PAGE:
Latest Fire Situation Report for Feb 23 shows Burn Ban in Texas CountyWed, 24 Feb 2021 09:31:30 CST
Oklahoma Department of Agriculture, Food and Forestry
PROTECTION AREA STATISTICS 1700 hrs. February 22, 2021 thru February 23, 2021
NE Area – 3 Fires Burned 57.7 Acres (Cause: 1-Escaped Debris, 2-Incendiary)
EC Area – 4 Fires Burned 283.8 Acres (Cause: 2-Escaped Control Burn, 2-Incendiary)
SE Area – 5 Fires Burned 277 Acres (Cause: 1-Escaped Control Burn, 2-Escaped Debris, 2-Incendiary)
Large / Significant Fire Activity within the Protection Area:
· Dead Pasture Fire (LeFlore County) - 255 Acres, 80% Contained
· Rock Creek Fire (Atoka County) – 120 Acres, 85% Contained
Fire Activity with OFS Response outside of the Protection Area:
· Bluff Fire (Choctaw County) – 120 Acres, 85% Contained
OFS Prescribed Fire Activity: 1 Rx Fire Treating 35 Acres
FIRE DEPARTMENT STATISTICS from www.firereporting.ok.gov reported February 23, 2021
· Moderate Initial Attack Activity Observed
· No New Activity Reported
Statewide Discussion: Dry conditions remain in place across Oklahoma as a cold front progresses across the state. Cooler,
more seasonal, temperatures will be ushered in with strong and gusty winds on the immediate backside of the front. Winds will
relax a bit in the post frontal environment, although fuels that have been subjected to drying conditions in recent days will support
moderate fire behavior. Some light winter weather may ease into the western Panhandle tonight and more prevalent rain chances
emerge on Thursday focused in southeastern Oklahoma. Most of western Oklahoma will remain dry holding limited fire danger in
place well into the weekend.
Today: Stout north winds accompany the cold front currently working across Oklahoma. At 0700 hrs. the cold front was generally
aligned with the I-44 corridor continuing east, and the front will arrive in southeastern Oklahoma during the burning period today.
Temperatures will be cooler than yesterday although dry and breezy conditions over dry, dormant fuels will likely result in elevated
initial attack activity again today. Significant fire activity is unlikely although some large fire activity is probable
· Northwestern / Far Western Oklahoma: In the wake of the cold front, temperatures 47? in Cimarron County to 59? in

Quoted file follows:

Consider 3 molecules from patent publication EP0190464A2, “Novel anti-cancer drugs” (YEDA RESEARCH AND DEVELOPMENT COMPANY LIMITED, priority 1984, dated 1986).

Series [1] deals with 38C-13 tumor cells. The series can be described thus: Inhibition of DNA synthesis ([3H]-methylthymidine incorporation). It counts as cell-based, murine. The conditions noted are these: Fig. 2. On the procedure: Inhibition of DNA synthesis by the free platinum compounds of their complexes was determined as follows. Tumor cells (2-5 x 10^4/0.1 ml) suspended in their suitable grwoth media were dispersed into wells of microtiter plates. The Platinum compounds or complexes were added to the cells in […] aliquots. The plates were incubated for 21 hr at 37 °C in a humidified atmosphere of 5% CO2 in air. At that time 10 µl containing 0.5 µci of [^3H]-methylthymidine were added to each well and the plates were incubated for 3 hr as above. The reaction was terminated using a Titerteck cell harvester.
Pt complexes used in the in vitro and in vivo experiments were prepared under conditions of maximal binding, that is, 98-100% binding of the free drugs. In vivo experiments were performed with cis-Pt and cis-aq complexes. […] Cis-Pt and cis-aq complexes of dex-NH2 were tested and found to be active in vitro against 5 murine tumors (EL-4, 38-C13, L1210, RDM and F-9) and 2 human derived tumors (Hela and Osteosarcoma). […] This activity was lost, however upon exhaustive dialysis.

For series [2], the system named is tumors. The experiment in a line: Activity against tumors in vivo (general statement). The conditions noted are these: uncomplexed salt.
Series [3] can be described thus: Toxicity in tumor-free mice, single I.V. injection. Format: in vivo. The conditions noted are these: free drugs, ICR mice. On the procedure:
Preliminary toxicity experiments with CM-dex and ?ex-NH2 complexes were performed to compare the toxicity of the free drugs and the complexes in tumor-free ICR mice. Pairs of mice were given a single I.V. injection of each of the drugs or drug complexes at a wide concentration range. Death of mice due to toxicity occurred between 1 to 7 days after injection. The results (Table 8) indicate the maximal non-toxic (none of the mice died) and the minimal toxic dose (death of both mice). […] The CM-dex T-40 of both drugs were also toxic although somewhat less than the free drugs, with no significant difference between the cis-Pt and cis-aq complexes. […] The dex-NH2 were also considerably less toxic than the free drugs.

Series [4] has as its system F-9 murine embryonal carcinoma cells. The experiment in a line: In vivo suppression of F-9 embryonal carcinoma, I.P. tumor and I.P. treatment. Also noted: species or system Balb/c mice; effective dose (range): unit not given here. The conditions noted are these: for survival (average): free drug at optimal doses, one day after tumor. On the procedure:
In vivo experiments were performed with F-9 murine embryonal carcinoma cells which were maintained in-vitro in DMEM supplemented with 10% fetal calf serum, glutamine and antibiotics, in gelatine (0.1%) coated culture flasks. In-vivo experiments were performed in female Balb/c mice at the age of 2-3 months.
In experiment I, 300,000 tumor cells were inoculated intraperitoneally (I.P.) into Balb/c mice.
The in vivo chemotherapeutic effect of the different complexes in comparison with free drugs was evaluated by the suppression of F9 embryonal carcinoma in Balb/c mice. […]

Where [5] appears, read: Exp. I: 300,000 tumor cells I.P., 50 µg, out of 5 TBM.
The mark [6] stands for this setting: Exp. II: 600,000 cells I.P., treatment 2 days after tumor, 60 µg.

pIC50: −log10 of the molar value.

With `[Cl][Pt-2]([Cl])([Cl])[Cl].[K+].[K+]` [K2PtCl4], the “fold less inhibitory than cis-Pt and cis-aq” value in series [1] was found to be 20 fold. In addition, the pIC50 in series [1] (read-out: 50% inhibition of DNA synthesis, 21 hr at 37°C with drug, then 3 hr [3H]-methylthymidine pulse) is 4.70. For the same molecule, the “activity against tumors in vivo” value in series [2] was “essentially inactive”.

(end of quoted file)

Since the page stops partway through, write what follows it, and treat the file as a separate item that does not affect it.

southwest Oklahoma, mostly-clear to clear skies and relative humidity values 20-29% will yield receptive fine fuels at 5%.
Winds will decrease to some extent following the frontal passage with north to northeast winds this afternoon sustained
10-18 mph with some gusts exceeding 20 mph especially west and southwest. Grass dominated fuels have potential to
exhibit head fire rates of spread 126-185 ft./min. with flame lengths 8-14 ft. In those areas where grass loading is very
heavy, ROS will likely exceed >200 ft./min. where fuels and topography are aligned with wind direction.
· Northern/Central/South-Central Oklahoma: A noticeable uptick in initial attack activity in previous days is expected to
continue today in the post-frontal fire environment. Temperatures this afternoon 53? north to 63? south and relative
humidity values 27-34% will yield 1-hr. fuel moisture values at 6% with some 5% observations likely. Wind speed is
expected to relax a bit as the cold front pushes east with northerly winds this afternoon sustained 10-18 mph gusting 18-
25 mph. Rangeland fuels will support potential for rapid rates of fire spread 110-166 ft./min. and flame lengths 11-17 ft.
· Southeastern Oklahoma: The clockwise wind shift associated with the approaching cold front is expected to arrive during
the burning period impacting spread direction and fire behavior overall on any going fire. Temperatures will top out in the
60?’s with relative humidity values around 35%. Grasses and leaf-litter will support active fire behavior including potential
for problematic fire behavior as the frontal boundary approaches. Grass dominated fuels will exhibit head fire rates of
spread 114-170 ft./min. and flame lengths 9-15 ft. ROS in timber fuel types on established fires will exhibit rates of spread
generally 15-30 ft./min. with flame lengths 3-6 ft. Again, firefighters working going fires should anticipate escalating fire
behavior potential as the cold front approaches.
Near Term: Winter precipitation potential exists in the western Oklahoma Panhandle overnight and into Thursday morning with
rain chances focused in southeastern Oklahoma developing Thursday afternoon/evening although western Oklahoma is expected
to remain dry through the remainder of the week. Limited fire danger will remain in place in the western counties but not to the
extent realized in recent days. No significant fire weather is anticipated into next week.
Burn Bans: Refer to http://www.forestry.ok.gov/burn-ban-info for the most current burn ban.
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